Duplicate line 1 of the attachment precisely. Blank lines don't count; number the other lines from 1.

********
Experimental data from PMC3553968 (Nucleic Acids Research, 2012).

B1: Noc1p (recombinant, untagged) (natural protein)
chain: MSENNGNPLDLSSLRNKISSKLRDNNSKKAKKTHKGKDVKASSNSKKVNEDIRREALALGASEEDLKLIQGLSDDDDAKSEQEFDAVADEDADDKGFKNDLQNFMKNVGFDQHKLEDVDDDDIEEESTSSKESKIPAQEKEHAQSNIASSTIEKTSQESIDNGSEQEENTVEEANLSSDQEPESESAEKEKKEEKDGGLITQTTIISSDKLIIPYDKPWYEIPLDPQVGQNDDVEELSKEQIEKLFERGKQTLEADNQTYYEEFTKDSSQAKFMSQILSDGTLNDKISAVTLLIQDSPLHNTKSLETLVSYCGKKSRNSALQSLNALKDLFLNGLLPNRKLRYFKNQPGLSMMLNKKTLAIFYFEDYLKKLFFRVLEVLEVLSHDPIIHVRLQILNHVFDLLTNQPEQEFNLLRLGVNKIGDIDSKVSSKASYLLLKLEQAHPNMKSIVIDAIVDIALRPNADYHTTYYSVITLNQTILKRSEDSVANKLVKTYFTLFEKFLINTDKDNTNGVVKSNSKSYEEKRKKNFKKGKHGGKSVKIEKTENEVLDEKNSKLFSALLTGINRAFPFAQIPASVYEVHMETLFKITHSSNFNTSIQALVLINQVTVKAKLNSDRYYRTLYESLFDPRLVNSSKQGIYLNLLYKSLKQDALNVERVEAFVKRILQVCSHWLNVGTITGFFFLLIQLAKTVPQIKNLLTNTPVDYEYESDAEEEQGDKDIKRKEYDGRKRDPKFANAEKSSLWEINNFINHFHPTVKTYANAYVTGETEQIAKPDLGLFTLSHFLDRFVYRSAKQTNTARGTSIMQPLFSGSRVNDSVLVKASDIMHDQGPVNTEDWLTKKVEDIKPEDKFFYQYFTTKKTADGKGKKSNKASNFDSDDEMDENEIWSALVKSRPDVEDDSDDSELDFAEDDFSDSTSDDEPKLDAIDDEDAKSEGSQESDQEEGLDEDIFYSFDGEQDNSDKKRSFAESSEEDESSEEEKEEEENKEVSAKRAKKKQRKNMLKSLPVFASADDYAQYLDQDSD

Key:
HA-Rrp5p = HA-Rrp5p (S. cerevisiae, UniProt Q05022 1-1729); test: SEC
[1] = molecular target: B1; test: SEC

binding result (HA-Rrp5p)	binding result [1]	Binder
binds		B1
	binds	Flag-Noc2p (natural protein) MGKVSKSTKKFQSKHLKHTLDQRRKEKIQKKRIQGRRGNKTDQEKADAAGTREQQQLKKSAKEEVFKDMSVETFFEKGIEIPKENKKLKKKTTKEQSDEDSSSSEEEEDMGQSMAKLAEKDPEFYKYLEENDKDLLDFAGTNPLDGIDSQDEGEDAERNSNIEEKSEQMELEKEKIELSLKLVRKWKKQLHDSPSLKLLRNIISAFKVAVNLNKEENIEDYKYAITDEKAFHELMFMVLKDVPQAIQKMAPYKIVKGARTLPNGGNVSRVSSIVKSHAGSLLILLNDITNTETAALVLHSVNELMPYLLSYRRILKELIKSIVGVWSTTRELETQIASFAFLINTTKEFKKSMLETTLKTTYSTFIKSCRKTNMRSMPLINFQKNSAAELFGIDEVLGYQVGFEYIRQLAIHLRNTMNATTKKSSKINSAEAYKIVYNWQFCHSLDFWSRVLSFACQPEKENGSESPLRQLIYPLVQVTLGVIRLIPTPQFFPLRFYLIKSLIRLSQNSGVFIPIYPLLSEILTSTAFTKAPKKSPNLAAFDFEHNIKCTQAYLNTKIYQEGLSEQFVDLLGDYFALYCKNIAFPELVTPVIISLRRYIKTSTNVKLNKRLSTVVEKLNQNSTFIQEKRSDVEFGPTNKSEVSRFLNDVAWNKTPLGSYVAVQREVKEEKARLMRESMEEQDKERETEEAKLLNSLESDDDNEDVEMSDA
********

Experimental data from PMC3553968 (Nucleic Acids Research, 2012).